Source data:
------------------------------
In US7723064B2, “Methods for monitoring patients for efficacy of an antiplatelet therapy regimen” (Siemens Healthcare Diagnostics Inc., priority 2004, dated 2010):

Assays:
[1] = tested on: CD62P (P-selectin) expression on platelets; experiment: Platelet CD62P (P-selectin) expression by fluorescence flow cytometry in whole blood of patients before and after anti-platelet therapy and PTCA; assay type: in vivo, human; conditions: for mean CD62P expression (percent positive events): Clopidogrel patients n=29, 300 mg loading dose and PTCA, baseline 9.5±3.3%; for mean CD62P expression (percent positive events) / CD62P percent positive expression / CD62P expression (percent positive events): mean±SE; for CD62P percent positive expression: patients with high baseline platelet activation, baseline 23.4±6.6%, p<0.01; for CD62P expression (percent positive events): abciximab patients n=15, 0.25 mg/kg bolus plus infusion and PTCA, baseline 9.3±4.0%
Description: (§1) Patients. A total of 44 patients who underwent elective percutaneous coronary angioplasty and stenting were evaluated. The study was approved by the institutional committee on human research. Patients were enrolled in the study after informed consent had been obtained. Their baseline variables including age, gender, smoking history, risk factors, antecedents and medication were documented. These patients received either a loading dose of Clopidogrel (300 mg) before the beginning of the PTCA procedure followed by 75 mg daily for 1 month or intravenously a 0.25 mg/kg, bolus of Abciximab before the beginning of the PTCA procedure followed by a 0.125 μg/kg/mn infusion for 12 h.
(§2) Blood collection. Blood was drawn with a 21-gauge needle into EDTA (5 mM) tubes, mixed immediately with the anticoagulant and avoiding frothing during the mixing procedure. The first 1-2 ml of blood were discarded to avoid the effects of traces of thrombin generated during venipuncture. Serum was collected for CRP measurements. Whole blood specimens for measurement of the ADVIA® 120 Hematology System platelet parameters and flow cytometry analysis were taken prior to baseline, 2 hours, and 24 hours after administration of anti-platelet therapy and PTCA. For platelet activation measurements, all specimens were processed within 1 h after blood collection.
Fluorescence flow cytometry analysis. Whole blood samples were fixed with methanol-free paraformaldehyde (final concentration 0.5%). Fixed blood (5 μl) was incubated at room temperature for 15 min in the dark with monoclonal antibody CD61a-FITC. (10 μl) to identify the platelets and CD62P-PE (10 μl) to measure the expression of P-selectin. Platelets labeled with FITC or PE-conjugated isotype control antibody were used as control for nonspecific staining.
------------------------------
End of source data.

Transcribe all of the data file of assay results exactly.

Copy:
In US7723064B2, “Methods for monitoring patients for efficacy of an antiplatelet therapy regimen” (Siemens Healthcare Diagnostics Inc., priority 2004, dated 2010):

Assays:
[1] = tested on: CD62P (P-selectin) expression on platelets; experiment: Platelet CD62P (P-selectin) expression by fluorescence flow cytometry in whole blood of patients before and after anti-platelet therapy and PTCA; assay type: in vivo, human; conditions: for mean CD62P expression (percent positive events): Clopidogrel patients n=29, 300 mg loading dose and PTCA, baseline 9.5±3.3%; for mean CD62P expression (percent positive events) / CD62P percent positive expression / CD62P expression (percent positive events): mean±SE; for CD62P percent positive expression: patients with high baseline platelet activation, baseline 23.4±6.6%, p<0.01; for CD62P expression (percent positive events): abciximab patients n=15, 0.25 mg/kg bolus plus infusion and PTCA, baseline 9.3±4.0%
Description: (§1) Patients. A total of 44 patients who underwent elective percutaneous coronary angioplasty and stenting were evaluated. The study was approved by the institutional committee on human research. Patients were enrolled in the study after informed consent had been obtained. Their baseline variables including age, gender, smoking history, risk factors, antecedents and medication were documented. These patients received either a loading dose of Clopidogrel (300 mg) before the beginning of the PTCA procedure followed by 75 mg daily for 1 month or intravenously a 0.25 mg/kg, bolus of Abciximab before the beginning of the PTCA procedure followed by a 0.125 μg/kg/mn infusion for 12 h.
(§2) Blood collection. Blood was drawn with a 21-gauge needle into EDTA (5 mM) tubes, mixed immediately with the anticoagulant and avoiding frothing during the mixing procedure. The first 1-2 ml of blood were discarded to avoid the effects of traces of thrombin generated during venipuncture. Serum was collected for CRP measurements. Whole blood specimens for measurement of the ADVIA® 120 Hematology System platelet parameters and flow cytometry analysis were taken prior to baseline, 2 hours, and 24 hours after administration of anti-platelet therapy and PTCA. For platelet activation measurements, all specimens were processed within 1 h after blood collection.
Fluorescence flow cytometry analysis. Whole blood samples were fixed with methanol-free paraformaldehyde (final concentration 0.5%). Fixed blood (5 μl) was incubated at room temperature for 15 min in the dark with monoclonal antibody CD61a-FITC. (10 μl) to identify the platelets and CD62P-PE (10 μl) to measure the expression of P-selectin. Platelets labeled with FITC or PE-conjugated isotype control antibody were used as control for nonspecific staining.